Finally in the news for nurses this week, let’s take a look at the drug-resistant superbugs out there that plague our healthcare systems lately. Is there something we could be doing in our care or research to combat them more effectively?
Vaccines and Microbial Resistance
A new article I found says that there is. In an article I found at Reuters.com a recent review of the problem from the U.K. has come up with an interesting potential solution to the problem. This report from the British government is on Microbial Resistance and it says that more research focus needs to be put on vaccine development to combat the spread of superbugs.
The author’s reasoning is that a vaccine for a superbug can reduce the spread of disease which lessens the need for antibiotic use for treatment of the non-vaccinated. This is particularly a problem when looked at worldwide where many common vaccines are not routinely available. For one example in the article, the report’s authors cite the Pneumococcal conjugate vaccine should be more widely disseminated and administered around the world. This alone would prevent the deaths of more than 800,000 children across the globe.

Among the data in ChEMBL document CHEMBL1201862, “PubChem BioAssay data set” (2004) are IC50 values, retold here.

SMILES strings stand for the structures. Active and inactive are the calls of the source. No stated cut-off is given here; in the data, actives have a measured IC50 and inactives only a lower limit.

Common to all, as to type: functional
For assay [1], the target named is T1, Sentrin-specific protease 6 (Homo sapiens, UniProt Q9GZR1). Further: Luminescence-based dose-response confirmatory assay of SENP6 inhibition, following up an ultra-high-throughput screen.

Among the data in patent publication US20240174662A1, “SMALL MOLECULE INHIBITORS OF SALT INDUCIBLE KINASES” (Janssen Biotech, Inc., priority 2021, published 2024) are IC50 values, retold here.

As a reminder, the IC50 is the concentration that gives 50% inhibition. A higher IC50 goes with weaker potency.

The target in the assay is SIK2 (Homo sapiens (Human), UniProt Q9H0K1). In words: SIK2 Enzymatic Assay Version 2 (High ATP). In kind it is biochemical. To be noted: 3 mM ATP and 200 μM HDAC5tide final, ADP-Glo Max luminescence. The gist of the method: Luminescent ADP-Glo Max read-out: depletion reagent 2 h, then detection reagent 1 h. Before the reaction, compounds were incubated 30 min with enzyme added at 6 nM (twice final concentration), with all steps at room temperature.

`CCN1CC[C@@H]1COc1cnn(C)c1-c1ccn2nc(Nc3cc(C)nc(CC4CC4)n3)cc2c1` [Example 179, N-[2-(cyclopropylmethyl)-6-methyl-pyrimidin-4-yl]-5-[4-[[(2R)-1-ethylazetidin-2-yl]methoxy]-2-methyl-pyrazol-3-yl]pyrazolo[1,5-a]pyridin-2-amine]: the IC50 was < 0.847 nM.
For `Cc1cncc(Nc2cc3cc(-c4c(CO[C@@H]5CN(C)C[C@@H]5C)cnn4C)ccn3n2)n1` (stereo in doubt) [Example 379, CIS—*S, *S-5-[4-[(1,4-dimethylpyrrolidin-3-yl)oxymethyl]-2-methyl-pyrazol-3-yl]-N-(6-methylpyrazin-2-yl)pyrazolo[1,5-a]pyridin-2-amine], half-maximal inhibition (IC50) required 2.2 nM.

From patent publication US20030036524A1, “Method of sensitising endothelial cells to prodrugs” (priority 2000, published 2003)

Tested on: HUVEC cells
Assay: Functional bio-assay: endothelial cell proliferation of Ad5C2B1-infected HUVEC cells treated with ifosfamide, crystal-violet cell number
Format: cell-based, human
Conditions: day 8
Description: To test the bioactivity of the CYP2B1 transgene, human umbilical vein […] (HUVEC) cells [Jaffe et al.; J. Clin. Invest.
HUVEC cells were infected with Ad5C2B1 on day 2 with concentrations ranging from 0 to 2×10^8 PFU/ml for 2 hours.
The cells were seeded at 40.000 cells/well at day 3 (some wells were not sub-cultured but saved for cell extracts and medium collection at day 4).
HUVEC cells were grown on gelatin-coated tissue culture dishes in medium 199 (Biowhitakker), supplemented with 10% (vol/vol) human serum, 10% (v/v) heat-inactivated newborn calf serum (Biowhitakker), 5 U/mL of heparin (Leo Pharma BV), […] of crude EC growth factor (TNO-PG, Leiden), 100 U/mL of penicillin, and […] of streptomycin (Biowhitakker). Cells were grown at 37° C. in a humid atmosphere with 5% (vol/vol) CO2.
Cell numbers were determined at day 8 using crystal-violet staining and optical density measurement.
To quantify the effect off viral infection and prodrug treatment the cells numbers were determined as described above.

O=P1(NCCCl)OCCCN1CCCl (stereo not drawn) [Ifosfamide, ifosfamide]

Building Herd Immunity Reserves
Fighting infections by vaccination is more effective and reduces the creation of antibiotic resistant strains. Researchers are seeing more and more resistant bacteria in common infections like food-born illnesses so this is something we need to spend more time on. Of course, in order for this to work we need to fight against the segments of the population who are so-called anti-vaxxers out there.
What do you think? I want to know your opinion on this and all of our articles in the news this week so shoot me an email to NursingShow@gmail.com and let me know or leave a comment on the article over at NursingShow.com. I look forward to hearing from you.
Make sure you follow-up on the links for this news item and all of the other news and additional resource links from this week’s episode – Pam Ressler on the Future of Nursing and Episode 383.